The Network Layer is responsible for the network-to-network delivery of all messages. This includes figuring out where the destination actually is. It could be local, or on the other side of the world. Layer 3 releases the sending host from the task of knowing the network path to the receiving host, placing that responsibility on the network infrastructure. It does this using two primary methods addressing and routing. This gives us another device type, the Layer 3 device, or router.

Logical addressing: The network layer adds a header to the packet coming from the upper layer that, among other things, includes the logical addresses of the sender and receiver. Unlike the layer 4 address which is concerned only with the process so it only needs local context (how it fits into its purpose), the layer 3 address is global in scope so the address assignment needs have a much larger context so it can be found. The context of a (US) postal address is [country>state>city/zip code>street>number]. This works well because buildings don’t move around much.

Layer 3 addresses in hosts are configured with a more limited context: [me>my location>everywhere] else. Spoiler alert: that means IP [address>subnet mask>default gateway]. If I am only delivering mail within a city, I don’t really need the state and country portions of the address other than to know that if it is not my city, then put it in the basket by the truck and someone else takes care of it.

Routing: Layer three addressing is subdivided into (millions of) local networks. Internetworking, the practice of interconnecting multiple computer networks so that data can be passed between them is performed by Routers (the truck in the previous metaphor). Each local network is attached to a router which is also attached to networks with other routers and as a group, are responsible for finding the local network of the destination device.

Layer three can also provide additional services including quality of service parameters and error notification.

The Data Link Layer is responsible for providing connection oriented and connectionless data transfer within a local network. It can provide (connectionless) broadcasts which forwards messages

Principal (6.2.1 m): Create further subgrouping and organization of functions to form sublayers within a layer in cases where distinct communication services need it.

Layer 2 has a split role as the interface between the software and hardware aspects of network transmission. For this reason, it is usually thought of with two sub-layers.

The upper sub-layer, called Logical Link Control (LLC), primarily responsible for framing the data for transmission on the physical network, this includes adding a header with layer 2 source and destination address, as well as a preamble for clock sync and an End of Frame (EoF) footer.

Depending on the protocol, the Logical Link Control (LLC) and provide other services.

Error control adds reliability to the physical layer by adding mechanisms to detect and retransmit damaged or lost frames. It also uses a mechanism to recognize duplicate frames.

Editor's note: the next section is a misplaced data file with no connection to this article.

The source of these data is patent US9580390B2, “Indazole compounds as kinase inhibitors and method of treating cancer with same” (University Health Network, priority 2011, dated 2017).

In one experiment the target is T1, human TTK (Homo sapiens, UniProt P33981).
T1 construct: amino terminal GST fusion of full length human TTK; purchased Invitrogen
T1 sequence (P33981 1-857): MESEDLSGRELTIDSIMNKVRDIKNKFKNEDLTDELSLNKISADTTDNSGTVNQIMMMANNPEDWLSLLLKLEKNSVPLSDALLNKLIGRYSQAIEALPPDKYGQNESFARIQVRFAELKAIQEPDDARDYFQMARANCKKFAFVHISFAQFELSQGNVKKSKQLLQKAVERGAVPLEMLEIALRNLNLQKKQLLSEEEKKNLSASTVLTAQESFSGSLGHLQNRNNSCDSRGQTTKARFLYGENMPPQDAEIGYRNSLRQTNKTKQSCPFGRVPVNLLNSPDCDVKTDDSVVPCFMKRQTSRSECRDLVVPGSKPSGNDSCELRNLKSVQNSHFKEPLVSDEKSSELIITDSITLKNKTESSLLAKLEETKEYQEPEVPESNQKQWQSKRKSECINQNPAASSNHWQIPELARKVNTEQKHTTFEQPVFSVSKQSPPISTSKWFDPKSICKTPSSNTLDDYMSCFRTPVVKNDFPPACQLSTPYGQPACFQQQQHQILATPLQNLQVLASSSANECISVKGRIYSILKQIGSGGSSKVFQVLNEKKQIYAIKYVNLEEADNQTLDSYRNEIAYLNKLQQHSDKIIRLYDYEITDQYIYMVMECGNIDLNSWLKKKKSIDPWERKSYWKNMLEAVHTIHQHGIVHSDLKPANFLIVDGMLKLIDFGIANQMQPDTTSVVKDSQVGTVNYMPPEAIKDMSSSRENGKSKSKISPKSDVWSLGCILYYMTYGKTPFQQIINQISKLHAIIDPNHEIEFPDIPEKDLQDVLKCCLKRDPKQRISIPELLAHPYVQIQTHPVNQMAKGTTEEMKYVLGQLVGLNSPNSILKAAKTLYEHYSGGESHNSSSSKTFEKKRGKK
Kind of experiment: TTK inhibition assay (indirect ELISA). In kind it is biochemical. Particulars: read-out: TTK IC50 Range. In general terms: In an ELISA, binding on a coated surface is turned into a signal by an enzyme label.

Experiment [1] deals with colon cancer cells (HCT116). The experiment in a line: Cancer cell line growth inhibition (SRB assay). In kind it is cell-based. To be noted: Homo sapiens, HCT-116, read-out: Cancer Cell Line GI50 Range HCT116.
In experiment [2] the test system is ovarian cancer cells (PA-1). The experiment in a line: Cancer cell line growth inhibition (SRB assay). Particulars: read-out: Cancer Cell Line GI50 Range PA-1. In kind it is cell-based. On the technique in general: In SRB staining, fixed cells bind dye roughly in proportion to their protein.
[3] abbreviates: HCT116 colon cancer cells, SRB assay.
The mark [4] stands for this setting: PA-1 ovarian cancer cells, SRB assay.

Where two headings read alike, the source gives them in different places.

Flow control: If the rate at which the data is absorbed by the receiver is less than the rate produced at the sender, the data link layer imposes a flow control mechanism to prevent overwhelming the receiver.

Layer 2 is designed to allow multiple upper sub-layer protocols to run simultaneously on a host. For example, there are two different LLC protocols commonly used in Ethernet, IEE 802.2 and Ethernet II. (Two, not eleven). There are other, upper sub-layer protocols for other physical interfaces, for example, Bluetooth uses Logical link control and adaptation protocol (L2CAP).

The lower sub-layer, the Medium Access Control (MAC), provides local, globally unique addressing and permission to transmit via collision detection or other means.

LAYER 1 - Physical

The physical layer coordinates the functions required to carry a bit stream over a physical medium. It deals with the mechanical and electrical specifications of the interface and transmission media. The physical layer is also concerned with the following:

Representation of bits: The physical layer data consists of a stream of bits (sequence of 0s or 1s) with no interpretation Data rate: The transmission rate—the number of bits sent each second—is also defined by the physical layer

Synchronization of bits: The sender and receiver must not only use the same bit rate but must also be synchronized at the bit level.

Line configuration: The physical layer is concerned with the connection of devices to the media. In a point to-point configuration, two devices are connected together through a dedicated link. In a multipoint configuration, a link is shared between several devices.

Physical topology: The physical topology defines how devices are connected to make a network. Transmission mode: The physical layer also defines the direction of transmission between two devices: simplex, half-duplex, or full duplex.


While it may seem like a lot, taking the time to frame your thoughts about networking within the context of the OSI model will help you see where it fits into the bigger picture. You can’t really understand what to do until you understand what you are trying to do. In our next installment, we will put this into practice, looking at what actually happens behind the scenes when data is sent across the network.

Paul Zielie
Consulting Solutions Architect at AVCoIP LLC

Paul Zielie, CTS-D,I is a multi-disciplined generalist with 30 years of experience designing and integrating IT, telecommunications, and audiovisual (AV) solutions.

Over the course of his career, he has had most of the roles in the AV/IT spectrum including customer/end user, IT owner, integrator, designer, managed service provider, distributor, pre-sale specifier, executive, and manufacturer. Because of this extensive real-world experience in every facet of the AV/IT lifecycle, he brings an almost unique perspective on the consequences, both intended and unintended of how product and project features are implemented.

“What I really do for a living is solve problems, little or big, with appropriate technical solutions. I believe that technology is in service to organizational goals and workflow, and not an end in itself, and use that as a guiding principle in my design efforts.”

He is a prolific writer and speaker and was the recipient of the 2015 InfoComm International, Educator of the year and was inducted into the SCN Hall of Fame in 2020. As a consulting solutions architect for AVCoIP LLC, Zielie specializes in working with AV manufacturers to create products that meet enterprise customers' IT requirements.